Simple Audio

Now we'll turn from images and open our ears to audio. The Java Sound API became a core API in Java 1.3. It provides fine-grained support for the creation and manipulation of both sampled audio and MIDI music. There's space here only to scratch the surface by examining how to play simple sampled sound and MIDI music files. With the standard Java Sound support bundled with Java you can play a wide range of file formats including AIFF, AU, Windows WAV, standard MIDI files, and Rich Music Format (RMF) files. We'll discuss other formats (such as MP3) along with video media in the next section. java.applet.AudioClip defines the simplest interface for objects that can play sound. An object that implements AudioClip can be told to play( ) its sound data, stop( ) playing the sound, or loop( ) continuously. The Applet class provides a handy static method, newAudioClip( ), that retrieves sounds from files or over the network. (And there is no reason we can't use it in a non-applet app.) The method takes an absolute or relative URL to specify where the audio file is located and returns an AudioClip. The following app, NoisyButton, gives a simple example:

 //file: NoisyButton.java
 import java.applet.*;
 import java.awt.*;
 import java.awt.event.*;
 import javax.swing.*;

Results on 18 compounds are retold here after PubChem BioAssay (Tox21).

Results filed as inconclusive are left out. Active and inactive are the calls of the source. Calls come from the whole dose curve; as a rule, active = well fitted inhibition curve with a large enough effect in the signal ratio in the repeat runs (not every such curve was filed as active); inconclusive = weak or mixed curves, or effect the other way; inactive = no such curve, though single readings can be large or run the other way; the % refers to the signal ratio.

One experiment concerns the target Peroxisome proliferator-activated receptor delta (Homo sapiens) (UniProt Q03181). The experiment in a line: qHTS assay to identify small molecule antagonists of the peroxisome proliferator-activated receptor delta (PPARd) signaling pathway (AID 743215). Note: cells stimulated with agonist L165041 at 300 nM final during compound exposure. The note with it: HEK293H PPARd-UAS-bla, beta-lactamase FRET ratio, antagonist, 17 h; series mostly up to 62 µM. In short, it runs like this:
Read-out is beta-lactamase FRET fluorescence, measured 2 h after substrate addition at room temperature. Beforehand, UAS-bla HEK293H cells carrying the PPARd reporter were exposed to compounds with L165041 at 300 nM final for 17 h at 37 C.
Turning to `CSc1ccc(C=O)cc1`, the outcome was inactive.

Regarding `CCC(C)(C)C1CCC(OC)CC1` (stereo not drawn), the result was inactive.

public class NoisyButton {
 public static void main(String[] args) throws Exception {
 JFrame frame = new JFrame("NoisyButton");
 java.io.File file = new java.io.File( args[0] );
 final AudioClip sound = Applet.newAudioClip(file.toURL( ));
 JButton button = new JButton("Woof!");
 button.addActionListener(new ActionListener( ) {
 public void actionPerformed(ActionEvent e) { sound.play( ); }
 });
 Container content = frame.getContentPane( );
 content.setBackground(Color.pink);
 content.setLayout(new GridBagLayout( ));
 content.add(button);
 frame.setVisible(true);
 frame.setSize(200, 200);
 frame.setDefaultCloseOperation( JFrame.EXIT_ON_CLOSE );
 frame.setVisible(true);
 }
 }


Run NoisyButton, passing the name of the audio file you wish to use as the argument. (We've supplied one called bark.aiff.) NoisyButton retrieves the AudioClip using a File and the toURL( )method to reference it as a URL. When the button is pushed, we call the play( ) method of the AudioClip to start things. After that, it plays to completion unless we call the stop( ) method to interrupt it. This interface is simple, but there is a lot of machinery behind the scenes. Next, we'll look at the Java Media Framework, which supports wider-ranging types of media.

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